This Week in Energy
New Publications in the OurEnergyLibrary
U.S. Energy Information Administration
 January 29, 2020
Atlantic Council Global Energy Center
January 28, 2020
American Council on Renewable Energy
January 9, 2020
Find these new publications and others in the OurEnergyLibrary .
February Discussion
New Discussion
By Congressman Ted Deutch (D-FL-22)
U.S. Representative, Florida, 22nd District
" You don’t have to search hard to find an American community already experiencing, firsthand, the devastating impact of climate change. The question is no longer if, but how to respond . For too long, damaging carbon emissions have been left off the balance sheets of the world’s largest polluters. Instead, we are all paying the price. That’s why we need a market-driven solution that will get us to zero emissions.

"I introduced a bipartisan plan—the Energy Innovation and Carbon Dividend Act (H.R. 763) —to put a price on carbon and send a signal across the economy that it is time to switch to clean energy ...."   Read more.
  1. Does a price on carbon need to be part of any larger effort to reduce carbon emissions?
  2. What are other ways revenue from a carbon fee could be used? Is returning 100% as a monthly dividend to Americans the best use?
  3. A carbon fee will not resolve all of the problems of climate change. What other policies could complement a carbon fee policy?
Energy Headlines
Minnesota Public Radio
Knox News
Update from Congress
New Legislation
  • Mon, Feb 3 - Rep. Sean Casten (D-IL-06) introduced the Energy Prices Require Including Climate Externalities (Energy PRICE) Act (H.R. 5742), which would clarify that the Federal Energy Regulatory Commission has the responsibility to ensure that public electric utilities take into account greenhouse gas emissions when setting utility rates.
  • Tues, Jan 28 - Rep. Bernie Sanders (I-VT) introduced the Ban Fracking Act (S. 3247), the first-ever federal bill to phase out fracking nationwide.
Podcast Spotlight

In this podcast , oil market experts Andrew Lebow and Jim Colburn discuss key fundamental forces driving oil prices in both the futures and option markets.

New Comments
"I first want to say that being aware of changing mineral needs, sources, and geopolitics makes sense . But second, I also want to caution that the mineral drivers of today are not likely the mineral drivers of the future . New battery plants using aluminum, sodium, vanadium, etc are being built and battery formulations will be changing radically over the next decade. The same is true for electric engines and turbines and many of our other digital appliances and gadgets we now rely." - Scott Sklar , Energy Director, Environment & Energy Management Institute, The George Washington University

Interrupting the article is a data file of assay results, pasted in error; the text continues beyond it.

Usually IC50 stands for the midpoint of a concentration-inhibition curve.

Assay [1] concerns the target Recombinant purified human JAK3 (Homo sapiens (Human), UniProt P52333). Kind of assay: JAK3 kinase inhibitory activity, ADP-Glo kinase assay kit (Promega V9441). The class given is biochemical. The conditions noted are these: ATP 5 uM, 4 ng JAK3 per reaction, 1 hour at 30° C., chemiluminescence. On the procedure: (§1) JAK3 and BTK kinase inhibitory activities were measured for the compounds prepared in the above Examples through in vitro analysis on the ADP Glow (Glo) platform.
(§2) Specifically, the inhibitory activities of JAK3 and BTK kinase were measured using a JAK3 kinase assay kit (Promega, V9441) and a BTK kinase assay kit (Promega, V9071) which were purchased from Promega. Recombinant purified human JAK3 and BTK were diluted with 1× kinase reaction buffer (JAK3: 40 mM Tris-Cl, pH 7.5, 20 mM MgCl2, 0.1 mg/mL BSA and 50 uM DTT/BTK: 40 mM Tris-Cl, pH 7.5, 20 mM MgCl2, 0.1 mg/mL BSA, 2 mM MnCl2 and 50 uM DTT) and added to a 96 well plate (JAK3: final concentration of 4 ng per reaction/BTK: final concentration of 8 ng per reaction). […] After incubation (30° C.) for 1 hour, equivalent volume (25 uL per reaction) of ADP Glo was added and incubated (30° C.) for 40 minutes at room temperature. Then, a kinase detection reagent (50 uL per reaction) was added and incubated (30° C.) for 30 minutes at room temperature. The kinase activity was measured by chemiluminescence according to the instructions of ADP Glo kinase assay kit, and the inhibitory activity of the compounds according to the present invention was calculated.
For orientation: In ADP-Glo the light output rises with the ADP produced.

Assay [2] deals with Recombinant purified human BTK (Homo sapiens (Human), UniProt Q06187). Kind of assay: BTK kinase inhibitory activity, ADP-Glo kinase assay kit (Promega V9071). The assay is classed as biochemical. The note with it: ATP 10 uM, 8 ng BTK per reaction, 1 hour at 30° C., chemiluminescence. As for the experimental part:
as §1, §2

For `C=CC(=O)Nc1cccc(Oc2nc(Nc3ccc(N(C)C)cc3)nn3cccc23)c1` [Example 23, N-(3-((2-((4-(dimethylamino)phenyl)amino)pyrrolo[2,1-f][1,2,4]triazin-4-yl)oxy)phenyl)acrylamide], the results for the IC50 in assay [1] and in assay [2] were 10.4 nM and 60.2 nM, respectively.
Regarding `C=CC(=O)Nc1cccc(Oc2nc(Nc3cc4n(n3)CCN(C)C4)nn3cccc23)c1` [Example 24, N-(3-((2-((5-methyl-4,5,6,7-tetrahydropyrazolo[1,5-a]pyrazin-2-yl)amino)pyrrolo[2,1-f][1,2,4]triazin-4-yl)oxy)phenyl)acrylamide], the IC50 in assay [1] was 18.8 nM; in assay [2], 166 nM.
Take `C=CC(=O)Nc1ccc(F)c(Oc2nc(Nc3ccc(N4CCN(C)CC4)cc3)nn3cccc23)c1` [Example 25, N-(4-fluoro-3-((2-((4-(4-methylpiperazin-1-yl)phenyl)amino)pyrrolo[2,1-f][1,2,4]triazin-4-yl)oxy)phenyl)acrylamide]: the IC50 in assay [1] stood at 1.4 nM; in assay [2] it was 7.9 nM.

" Some additional points regarding hurricanes : Engineers test wind farms thoroughly for safety and to ensure they are resilient enough to operate for decades in harsh environmental conditions. Land-based wind farms in hurricane-prone areas have largely performed well during and after storms ; in fact, wind farms are often ready to operate before power lines are even restored. Currently, there is only one U.S. offshore wind farm, but those turbines are also designed with strength and resilience in mind. Of course, even with the best design and engineering, any man-made structure is vulnerable to extreme conditions at the very center of a powerful hurricane. Companies carefully weigh the risk of extreme weather when they decide where to invest hundreds of millions of dollars into a project like a wind farm...."
- Laura Morton , Senior Director, Policy and Regulatory Affairs for Offshore Wind, American Wind Energy Association
Source: Energy Information Administration (EIA), Annual Energy Outlook 2020 , from a presentation by Dr. Linda Capuano, EIA Administrator, at a public release event hosted by the Bipartisan Policy Center on January 29, 2020.
Featured Events
San Diego, CA
  • When: Tues-Thurs, Feb 4-6
  • Where: San Diego Convention Center, 111 West Harbor Drive, San Diego, CA 92101

Washington, D.C.
  • When: Wed, Feb 5, 10-11:30 a.m.
  • Where: 2318 Rayburn House Office Building

  • When: Wed, Feb 5, 10 a.m.-12 p.m.
  • Where: 2322 Rayburn House Office Building

  • When: Thurs, Feb 6, 10 a.m.-12 p.m.
  • Where: 2123 Rayburn House Office Building

New York, NY
  • When: Wed, Feb 12, 6-7:30 p.m.
  • Where: International Affairs Building, 420 W. 118 St., New York, NY 10027

For more events across the country, visit the OEP Events Calendar.
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